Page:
CS: I would describe my work as having a photo-journalistic style of photography where the subject is interacting with it’s environment. A lot of the time they feel like film stills.
CH.89: Where do you draw your inspiration from?
CS: A lot of my inspiration comes from looking at contemporary photographers work and browsing tumblr for hours. Philip Lorca-DiCorcia is a big inspiration of mine.
CH.89: Can you talk a little bit about what your creative thought process is like when starting a new project/ piece of artwork?
CS: A lot of times I’ll base what i’m doing on my location or subject and then proceed to build the rest of the project around it. It’s different for every shoot. I always find a different piece of the puzzle first.
CH.89: Is there anything in particular that you would want people to take from your artwork?
CS: I try to make a scene that tells a story, starting from the middle. What happened before and after are up to the viewer I suppose.
CH.89: Can you talk a little bit about your lifestyle as an artist and what that is like?
CS: I just started working in photography full time so it’s definitely been a time to hustle. When I’m not working commercially, I’m working on personal projects. I’m always moving. It’s hard to relax sometimes when I know something has to get done. I’m always looking for people to take pictures of. My lifestyle is fairly bare-bones and minimal. I don’t like to have a ton of fancy or expensive things. I always make time to be around friends and family.
CH.89: When starting out an artistic task, do you think it is better to have a particular direction/set plan guiding your way? Or, is it better to act on impulse and go from there?
CS: I think everyone has a different approach to this and it definitely isn’t always cookie-cutter for me. Some days my brain is really working and I can just jump into a project, but other times I’ll really have to plan it out or just wait until the ideas do come. It really all depends on what the project is.
CH.89: What is one major lesson you’ve learned as an artist thus far?
CS: Always go with your gut on your vision. If you’re wrong, you will find out soon enough. If you’re right, you’ll find that out too. Take advice from people you trust, but always go with what you think is right.
CH.89: Do you regard personal style & taste to be of highest importance?
CS: Those are both very important. I think that is the only thing in art that can’t be taught. It only comes naturally.
CH.89: What do you consider to be the hardest thing about being an artist?
CS: Making money to live is pretty hard, but if you are outgoing and can network, you’ll be fine.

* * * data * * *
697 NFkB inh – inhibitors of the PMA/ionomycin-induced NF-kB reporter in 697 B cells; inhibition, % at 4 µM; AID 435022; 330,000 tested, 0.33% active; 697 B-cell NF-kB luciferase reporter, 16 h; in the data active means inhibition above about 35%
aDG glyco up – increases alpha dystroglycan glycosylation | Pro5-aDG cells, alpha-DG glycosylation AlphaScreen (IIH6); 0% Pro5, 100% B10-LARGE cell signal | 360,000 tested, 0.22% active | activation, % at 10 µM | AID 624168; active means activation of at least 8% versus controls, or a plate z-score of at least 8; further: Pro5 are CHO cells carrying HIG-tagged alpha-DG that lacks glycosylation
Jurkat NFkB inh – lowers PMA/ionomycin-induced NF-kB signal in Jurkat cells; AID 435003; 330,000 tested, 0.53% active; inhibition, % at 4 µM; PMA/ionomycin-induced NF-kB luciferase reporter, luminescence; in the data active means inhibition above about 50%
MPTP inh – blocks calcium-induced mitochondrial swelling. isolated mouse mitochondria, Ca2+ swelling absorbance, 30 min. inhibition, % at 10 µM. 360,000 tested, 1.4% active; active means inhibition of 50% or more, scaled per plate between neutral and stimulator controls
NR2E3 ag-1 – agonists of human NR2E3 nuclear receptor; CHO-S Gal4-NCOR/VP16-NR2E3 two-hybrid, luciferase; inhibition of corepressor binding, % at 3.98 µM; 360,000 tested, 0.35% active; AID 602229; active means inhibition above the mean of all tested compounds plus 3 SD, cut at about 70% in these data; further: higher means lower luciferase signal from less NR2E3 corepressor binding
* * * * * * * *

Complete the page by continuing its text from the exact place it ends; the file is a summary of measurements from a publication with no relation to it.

CH.89: What is one thing you love about being an artist?
CS: It’s always challenging and I think that keeps life exciting and keeps you growing.
CH.89: Is there anyone in particular, any artist’s that inspire you in any way?
CS: Philip Lorca-Dicorcia is my favorite photographer. I’ll never understand what he does with light and how he gets the quality he does. Seeing his “Hustlers” project was eye opening to say the least.
CH.89: What do you think of technology in terms of being a useful tool for artists today?
CS: Technology is very useful, but it’s still all just to be used as a tool. You have to be in control and know what you want. Having so many options can be a bad thing as well.
CH.89: Do you think being an artist allows you to view the world differently from those who don’t follow creative paths?
CS: I think when you are constantly studying art and learning about it, there’s no way you couldn’t have a different view. I think it helps you to look at the world conceptually.
CH.89: Do you enjoy traveling? If so, do you have a favorite city?
CS: I do like traveling, but I love my home. I really like Reykjavik when I visited earlier this year. It was really relaxed during the day and really came alive at night.
CH.89: Do you have a favorite author or book?
CS: I don’t prefer to read actually. I wish I did, but I can’t focus on it long enough.
CH.89: Any future goals or plans for your artwork?
CS: Eventually I would love to have a large studio that my brother and I could work in. I’d like to work on long term photo projects full time.
CH.89: What does being an artist mean to you?
CS: It means that I have the freedom to make things, and hopefully people will like what I do or feel something when they look at it. Good or bad is fine with me, as long as they feel something.
CH.89: Any last words on the aesthetic of your artwork?
CS: The aesthetic of my work is the most important part. When I’m taking photos, that’s mostly what I’m thinking about. I try to stay consistent, but as my tastes change and I grow, my work grows as well. Aesthetic is the key to getting people interested in what you’re trying to say. That gives them an opportunity to look deeper or longer.
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